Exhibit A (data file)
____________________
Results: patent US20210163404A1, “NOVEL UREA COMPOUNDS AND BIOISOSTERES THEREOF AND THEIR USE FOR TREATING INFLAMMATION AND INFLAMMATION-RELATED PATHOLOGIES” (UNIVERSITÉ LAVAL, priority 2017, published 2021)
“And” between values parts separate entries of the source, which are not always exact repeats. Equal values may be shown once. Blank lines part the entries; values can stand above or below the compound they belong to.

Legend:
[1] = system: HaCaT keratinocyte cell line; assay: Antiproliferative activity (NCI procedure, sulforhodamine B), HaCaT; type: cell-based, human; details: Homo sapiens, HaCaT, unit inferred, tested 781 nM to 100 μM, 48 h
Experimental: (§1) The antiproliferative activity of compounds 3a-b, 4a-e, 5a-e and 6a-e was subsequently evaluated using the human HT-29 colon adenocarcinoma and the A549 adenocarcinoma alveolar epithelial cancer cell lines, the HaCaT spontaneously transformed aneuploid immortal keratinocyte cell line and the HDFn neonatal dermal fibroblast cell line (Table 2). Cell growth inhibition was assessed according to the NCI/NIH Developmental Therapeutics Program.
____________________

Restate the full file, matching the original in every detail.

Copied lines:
Results: patent US20210163404A1, “NOVEL UREA COMPOUNDS AND BIOISOSTERES THEREOF AND THEIR USE FOR TREATING INFLAMMATION AND INFLAMMATION-RELATED PATHOLOGIES” (UNIVERSITÉ LAVAL, priority 2017, published 2021)
“And” between values parts separate entries of the source, which are not always exact repeats. Equal values may be shown once. Blank lines part the entries; values can stand above or below the compound they belong to.

Legend:
[1] = system: HaCaT keratinocyte cell line; assay: Antiproliferative activity (NCI procedure, sulforhodamine B), HaCaT; type: cell-based, human; details: Homo sapiens, HaCaT, unit inferred, tested 781 nM to 100 μM, 48 h
Experimental: (§1) The antiproliferative activity of compounds 3a-b, 4a-e, 5a-e and 6a-e was subsequently evaluated using the human HT-29 colon adenocarcinoma and the A549 adenocarcinoma alveolar epithelial cancer cell lines, the HaCaT spontaneously transformed aneuploid immortal keratinocyte cell line and the HDFn neonatal dermal fibroblast cell line (Table 2). Cell growth inhibition was assessed according to the NCI/NIH Developmental Therapeutics Program.